HBO Max’s Velma was supposed to be a win for several reasons. It has a star-studded (and diverse) voice cast including Mindy Kaling (Velma), Constance Wu (Daphne), and Sam Richardson (Norville, aka Shaggy). It’s a subversive, gender-bending, race-reversing take on the original. And it’s about time the intelligent bobbed sleuth gets her due. It was even the most-watched premiere of an animated series on the platform when the first episode dropped on Jan. 12. But, jinkies. Velma is tanking on IMDB. Users are review-bombing the series, giving it a 1.3 out of 10, making it the worst-rated animated show in IMDB history. Similarly, it got a 6% audience score on Rotten Tomatoes.
In Velma, the more adult HBO Max cartoon spinoff of Scooby-Doo, Where Are You!, the titular Velma Dinkley swears off solving mysteries until a murder is pinned on her and she’s forced to go back to her old crime-solving ways to clear her name. Though the beloved Great Dane is missing from this HBO Max show, the rest of the original Scooby Gang appears. But just two episodes in, the show already receiving a ton of backlash. And its producer, Kaling, is in the eye of the controversy, with fans drawing parallels between Velma and the rest of Kaling’s repertoire. Here’s everything to know about the Velma and Mindy Kaling controversy. Bustle reached out to HBO and Kaling for comment but did not hear back at the time of publication.
For starters, critics pointed out that instead of celebrating her South Asian heritage, Velma loathes her physical attributes, including her “hairy gorilla arm.” While the self-deprecating comment is forgivable on its own, fans noticed that self-loathing is a recurring theme in most — if not all — of Kaling’s protagonists including the titular Mindy from The Mindy Project, Devi from Never Have I Ever, as well as Bela from The Sex Lives of College Girls. Twitter further noted that the characters even associated these “undesirable” traits with their Indian heritage. Devi makes a similar comment in NHIE, where she says she knows body hair is “an Indian thing” before complaining about looking like “the frigging floor of a barbershop.” A HuffPost essay points out that the jokes are “reminiscent of the world roughly a decade ago” and perpetuate “trite stereotypes about Indians” as well as tired beauty standards.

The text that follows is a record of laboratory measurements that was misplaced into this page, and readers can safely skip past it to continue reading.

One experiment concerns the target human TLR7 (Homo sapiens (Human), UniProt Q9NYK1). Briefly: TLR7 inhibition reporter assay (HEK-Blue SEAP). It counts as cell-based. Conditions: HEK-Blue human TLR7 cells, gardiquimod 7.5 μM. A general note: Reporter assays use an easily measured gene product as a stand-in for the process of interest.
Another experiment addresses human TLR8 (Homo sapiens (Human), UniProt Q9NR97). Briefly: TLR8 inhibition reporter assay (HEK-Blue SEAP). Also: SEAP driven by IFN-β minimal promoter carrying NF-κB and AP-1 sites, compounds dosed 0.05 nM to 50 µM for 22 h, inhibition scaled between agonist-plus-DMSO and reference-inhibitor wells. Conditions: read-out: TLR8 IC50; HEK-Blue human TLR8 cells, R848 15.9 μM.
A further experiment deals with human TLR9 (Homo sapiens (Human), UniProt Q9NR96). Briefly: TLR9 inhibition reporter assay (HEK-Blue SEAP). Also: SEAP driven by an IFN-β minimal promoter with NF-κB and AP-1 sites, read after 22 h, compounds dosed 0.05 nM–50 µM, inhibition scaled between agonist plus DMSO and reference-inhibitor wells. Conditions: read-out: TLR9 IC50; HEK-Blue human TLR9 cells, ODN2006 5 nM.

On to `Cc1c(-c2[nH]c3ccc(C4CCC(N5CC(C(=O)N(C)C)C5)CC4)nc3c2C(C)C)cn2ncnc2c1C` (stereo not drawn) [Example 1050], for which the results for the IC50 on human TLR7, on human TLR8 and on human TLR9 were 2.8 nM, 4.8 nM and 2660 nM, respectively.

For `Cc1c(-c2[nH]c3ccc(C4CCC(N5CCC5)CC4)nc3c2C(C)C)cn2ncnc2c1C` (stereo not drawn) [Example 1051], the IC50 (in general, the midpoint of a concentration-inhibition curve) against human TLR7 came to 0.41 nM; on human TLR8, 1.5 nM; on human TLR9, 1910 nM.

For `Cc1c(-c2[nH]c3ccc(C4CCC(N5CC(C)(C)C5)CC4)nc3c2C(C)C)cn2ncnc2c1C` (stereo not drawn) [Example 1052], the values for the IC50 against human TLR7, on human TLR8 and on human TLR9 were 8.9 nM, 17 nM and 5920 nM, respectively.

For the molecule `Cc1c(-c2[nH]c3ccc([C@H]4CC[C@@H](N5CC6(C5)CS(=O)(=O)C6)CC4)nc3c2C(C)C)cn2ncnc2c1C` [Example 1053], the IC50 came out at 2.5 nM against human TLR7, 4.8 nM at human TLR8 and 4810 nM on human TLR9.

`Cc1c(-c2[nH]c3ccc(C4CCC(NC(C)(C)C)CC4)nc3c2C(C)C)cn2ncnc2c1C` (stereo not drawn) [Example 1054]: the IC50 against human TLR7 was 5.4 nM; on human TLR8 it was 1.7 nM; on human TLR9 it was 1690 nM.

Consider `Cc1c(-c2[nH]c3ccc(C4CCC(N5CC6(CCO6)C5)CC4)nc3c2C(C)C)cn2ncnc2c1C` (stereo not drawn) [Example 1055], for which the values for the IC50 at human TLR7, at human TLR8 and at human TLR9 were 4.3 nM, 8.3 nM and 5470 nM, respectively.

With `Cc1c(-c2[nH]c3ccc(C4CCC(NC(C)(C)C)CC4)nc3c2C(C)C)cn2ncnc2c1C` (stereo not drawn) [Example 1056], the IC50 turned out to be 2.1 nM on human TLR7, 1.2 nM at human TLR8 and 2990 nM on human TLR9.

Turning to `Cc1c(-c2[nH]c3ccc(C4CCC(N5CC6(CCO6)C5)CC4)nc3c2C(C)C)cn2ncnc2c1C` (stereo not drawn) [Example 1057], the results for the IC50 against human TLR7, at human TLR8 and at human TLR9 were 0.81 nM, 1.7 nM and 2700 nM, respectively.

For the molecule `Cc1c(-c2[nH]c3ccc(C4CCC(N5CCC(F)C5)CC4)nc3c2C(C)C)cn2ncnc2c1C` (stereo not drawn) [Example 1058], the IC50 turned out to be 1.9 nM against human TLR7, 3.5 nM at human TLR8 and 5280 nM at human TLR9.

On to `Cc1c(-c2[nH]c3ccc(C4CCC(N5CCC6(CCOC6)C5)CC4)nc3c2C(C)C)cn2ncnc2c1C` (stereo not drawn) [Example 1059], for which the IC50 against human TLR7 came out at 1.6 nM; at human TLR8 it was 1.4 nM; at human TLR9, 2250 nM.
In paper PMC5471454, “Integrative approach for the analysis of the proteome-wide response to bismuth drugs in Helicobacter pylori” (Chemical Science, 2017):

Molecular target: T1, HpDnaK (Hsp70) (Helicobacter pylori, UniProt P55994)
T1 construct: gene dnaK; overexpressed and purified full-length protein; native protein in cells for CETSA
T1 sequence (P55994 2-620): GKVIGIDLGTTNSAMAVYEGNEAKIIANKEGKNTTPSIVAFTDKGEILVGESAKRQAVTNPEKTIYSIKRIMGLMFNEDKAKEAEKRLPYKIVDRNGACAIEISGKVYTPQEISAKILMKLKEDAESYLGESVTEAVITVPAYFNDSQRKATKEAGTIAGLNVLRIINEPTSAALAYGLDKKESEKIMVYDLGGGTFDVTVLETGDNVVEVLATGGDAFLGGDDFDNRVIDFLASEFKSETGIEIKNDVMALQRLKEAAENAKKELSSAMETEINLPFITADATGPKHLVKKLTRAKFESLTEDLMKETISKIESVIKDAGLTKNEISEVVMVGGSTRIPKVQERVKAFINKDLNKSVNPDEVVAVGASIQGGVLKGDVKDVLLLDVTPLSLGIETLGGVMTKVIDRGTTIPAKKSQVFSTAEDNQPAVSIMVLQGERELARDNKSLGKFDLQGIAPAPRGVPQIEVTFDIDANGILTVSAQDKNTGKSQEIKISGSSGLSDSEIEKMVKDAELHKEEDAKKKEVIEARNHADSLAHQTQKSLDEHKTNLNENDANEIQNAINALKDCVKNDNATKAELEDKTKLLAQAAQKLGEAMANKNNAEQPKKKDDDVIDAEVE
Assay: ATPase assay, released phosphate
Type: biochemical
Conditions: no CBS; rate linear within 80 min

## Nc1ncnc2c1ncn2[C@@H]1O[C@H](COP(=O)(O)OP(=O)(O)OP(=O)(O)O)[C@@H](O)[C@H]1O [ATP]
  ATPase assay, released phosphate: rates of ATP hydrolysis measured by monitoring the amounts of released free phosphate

Meanwhile, when Kaling’s characters aren’t denigrating their South Asian traits, they often want to distance themselves from their heritage. In a recent Catapult essay, writer Zeahaa Rehman points out that on The Mindy Project, her heritage “never seemed to be a big part of her identity.”
Twitter is also upset over the fact that Velma likes a white boy. One user wrote, “So, Velma is a brown girl in this show, and Fred is a racist, rude douchebag?! In addition, she’s CRUSHING on him at the same time acknowledging that he’s rude.” Critics pointed out that while the show should’ve been a win for South Asian women, Velma’s interest in a douche-y and racist white guy (Fred) centers whiteness as a source of validation and, in fact, is another throughline among Kaling’s projects. In Never Have I Ever, Devi often spoke about her goal of having a “white boyfriend.”
Online critics are calling out Kaling’s characters’ for having “internalized racism.” A Twitter user wrote, “This is Mindy’s career basically.”
A Buzzfeed essay points out that fans think Kaling’s resumé showcases her “artistic laziness,” that the formulaic narrative arc of a nerdy Indian protagonist pursuing a mediocre white man is “a sign that Kaling’s comedy has gotten stale, and that her politics have fallen behind the times.”
When Kaling was promoting Velma last October, she raised the hopes of many when she told Entertainment Weekly: “The essence of Velma is not necessarily tied to her whiteness. And I identify so much as her character, and I think so many people do, so it’s like, yeah, let’s make her Indian in this series.”
It may be difficult for many to separate Kaling from the projects and the characters because she’s spoken about drawing from her own life when creating her shows. She previously spoke about how The Mindy Project and Never Have I Ever “felt adjacent” to her personal experiences, while for The Sex Lives of College Girls, Kaling drew from her own life. She previously told Bustle, “Not to be that person that’s like, ‘[Sex] scared me, so I want[ed] to write about it.’ But, a little bit, it did.”
Still, some pointed out that it’s likely, not fair for the internet to descend upon The Office alum.
“The actual writers behind the Velma show seeing mindy kailing get the lashings they should be getting,” one user wrote.